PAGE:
Frequency of soybean in rotation and persistence of Rhizobia in Manitoba soils
Ordonez, Patricia Ann C.
Soybean (Glycine max), along with canola and wheat, are some of Canada’s top agricultural exports. It is also one of the few crops that does not require industrial nitrogen fertilizer. Soybean gets nitrogen from forming a symbiotic relationship with a soil bacterium called Bradyrhizobium japonicum. B. japonicum is not native in Manitoba soils and must be inoculated into soybean fields. The objectives of this thesis are to examine the persistence of the B. japonicum inoculant in the soil, as well as to observe whether varying the crop rotation will affect its abundance. The overall bacterial communities will also be examined for compositional changes between crop rotation treatments (continuous soybean, canola–soybean, corn–soybean, diversified), timepoints (before planting, emergence, pod fill, and full maturity), and sites (Carman, Kelburn, Melita). The bacterial communities were analyzed using 16S rRNA sequencing, and B. japonicum quantification in the soil was measured using qPCR. B. japonicum was shown to persist in the soil years after the initial inoculation. It was also observed that there are native species of Bradyrhizobium present in Manitoba soils that cannot nodulate soybean. The crop rotation effect on B. japonicum, as well as the bacterial community, was minimal. The principal reason for observed differences seem to be the site locations and their soil properties, such as soil type and pH. Carman had significantly higher bacterial diversity, as measured by the Shannon index, than Kelburn and Melita. However, in all three locations, the majority of the bacteria were from three phyla: Proteobacteria, Actinobacteria, and Acidobacteria. It is the subdivisions within the phyla that varied greatly depending on the location. Observations made in this study can lead to a better understanding of the complex plant–microbe and microbe–microbe relationships for future research and applications.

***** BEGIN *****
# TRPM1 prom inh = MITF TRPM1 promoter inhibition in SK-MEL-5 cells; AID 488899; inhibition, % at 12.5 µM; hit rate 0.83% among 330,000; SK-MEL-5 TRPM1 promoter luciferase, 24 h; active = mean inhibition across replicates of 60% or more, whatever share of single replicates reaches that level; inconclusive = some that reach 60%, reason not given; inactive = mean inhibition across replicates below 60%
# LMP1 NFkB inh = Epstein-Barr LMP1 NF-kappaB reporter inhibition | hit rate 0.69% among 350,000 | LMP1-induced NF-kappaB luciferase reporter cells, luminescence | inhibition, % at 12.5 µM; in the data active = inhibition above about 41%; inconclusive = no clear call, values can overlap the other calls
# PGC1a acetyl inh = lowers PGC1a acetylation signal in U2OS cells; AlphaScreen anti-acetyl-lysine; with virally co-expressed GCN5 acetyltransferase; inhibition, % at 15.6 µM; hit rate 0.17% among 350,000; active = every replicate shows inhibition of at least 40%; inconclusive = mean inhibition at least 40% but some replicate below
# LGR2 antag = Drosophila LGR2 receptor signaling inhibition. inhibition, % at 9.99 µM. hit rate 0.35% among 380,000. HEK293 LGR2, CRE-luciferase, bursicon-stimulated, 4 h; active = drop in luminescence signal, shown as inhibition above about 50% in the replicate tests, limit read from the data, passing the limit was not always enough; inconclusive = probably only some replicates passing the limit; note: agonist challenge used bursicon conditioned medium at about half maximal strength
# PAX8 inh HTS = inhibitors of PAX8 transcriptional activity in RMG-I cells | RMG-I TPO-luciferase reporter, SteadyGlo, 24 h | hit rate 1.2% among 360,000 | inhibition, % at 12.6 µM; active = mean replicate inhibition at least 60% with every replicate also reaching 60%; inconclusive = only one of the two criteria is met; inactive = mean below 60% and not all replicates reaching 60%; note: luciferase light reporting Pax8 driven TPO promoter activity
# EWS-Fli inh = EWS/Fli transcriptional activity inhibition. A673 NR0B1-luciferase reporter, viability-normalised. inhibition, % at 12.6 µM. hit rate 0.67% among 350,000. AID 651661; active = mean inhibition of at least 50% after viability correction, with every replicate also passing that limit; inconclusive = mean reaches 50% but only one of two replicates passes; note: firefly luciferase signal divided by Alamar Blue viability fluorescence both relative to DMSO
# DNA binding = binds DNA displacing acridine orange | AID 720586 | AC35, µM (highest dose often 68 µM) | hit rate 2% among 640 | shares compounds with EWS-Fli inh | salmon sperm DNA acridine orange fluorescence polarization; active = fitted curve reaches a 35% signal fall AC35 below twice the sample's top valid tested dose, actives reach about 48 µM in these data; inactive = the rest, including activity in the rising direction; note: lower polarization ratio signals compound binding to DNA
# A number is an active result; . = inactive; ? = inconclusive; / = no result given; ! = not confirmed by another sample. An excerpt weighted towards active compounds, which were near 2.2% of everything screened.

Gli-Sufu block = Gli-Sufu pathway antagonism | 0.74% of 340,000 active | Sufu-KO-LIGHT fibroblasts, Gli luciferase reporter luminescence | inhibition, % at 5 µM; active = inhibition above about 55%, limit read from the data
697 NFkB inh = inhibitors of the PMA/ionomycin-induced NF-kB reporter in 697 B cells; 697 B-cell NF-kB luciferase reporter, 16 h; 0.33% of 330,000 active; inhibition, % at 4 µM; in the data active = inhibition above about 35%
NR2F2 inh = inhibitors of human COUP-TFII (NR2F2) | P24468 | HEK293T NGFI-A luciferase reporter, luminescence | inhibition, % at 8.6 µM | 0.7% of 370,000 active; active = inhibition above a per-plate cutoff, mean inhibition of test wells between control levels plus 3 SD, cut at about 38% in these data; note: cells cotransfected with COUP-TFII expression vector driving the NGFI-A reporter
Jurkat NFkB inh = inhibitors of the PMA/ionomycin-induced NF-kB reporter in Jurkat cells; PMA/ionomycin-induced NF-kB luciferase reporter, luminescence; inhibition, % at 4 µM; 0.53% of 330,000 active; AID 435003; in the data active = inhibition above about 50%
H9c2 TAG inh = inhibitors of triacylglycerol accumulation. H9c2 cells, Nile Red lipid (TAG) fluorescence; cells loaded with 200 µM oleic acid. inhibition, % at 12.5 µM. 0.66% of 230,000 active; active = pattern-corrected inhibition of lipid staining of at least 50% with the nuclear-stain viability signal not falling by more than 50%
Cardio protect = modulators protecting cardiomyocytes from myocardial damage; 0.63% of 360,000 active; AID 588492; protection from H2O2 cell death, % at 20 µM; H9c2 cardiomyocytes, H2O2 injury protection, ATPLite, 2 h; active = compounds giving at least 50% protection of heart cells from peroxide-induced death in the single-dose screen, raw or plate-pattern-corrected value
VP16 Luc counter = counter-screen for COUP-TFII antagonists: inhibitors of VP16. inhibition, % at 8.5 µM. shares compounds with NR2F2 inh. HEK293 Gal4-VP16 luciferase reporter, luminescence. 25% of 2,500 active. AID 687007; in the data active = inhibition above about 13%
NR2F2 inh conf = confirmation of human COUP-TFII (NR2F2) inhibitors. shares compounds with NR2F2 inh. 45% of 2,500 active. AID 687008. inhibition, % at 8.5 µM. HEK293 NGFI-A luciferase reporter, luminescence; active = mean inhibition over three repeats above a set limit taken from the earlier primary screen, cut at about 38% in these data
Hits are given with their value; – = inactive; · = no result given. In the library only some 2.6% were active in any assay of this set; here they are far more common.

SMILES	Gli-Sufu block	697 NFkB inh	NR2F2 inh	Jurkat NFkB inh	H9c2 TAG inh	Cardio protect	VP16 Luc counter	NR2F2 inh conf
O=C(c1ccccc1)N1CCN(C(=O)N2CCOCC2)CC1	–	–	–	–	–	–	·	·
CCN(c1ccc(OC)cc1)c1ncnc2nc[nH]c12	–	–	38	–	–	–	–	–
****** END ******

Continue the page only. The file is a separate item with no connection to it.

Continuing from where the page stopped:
Rhizobia, Soil microbiome, Soybean, Bradyrhizobium japonicum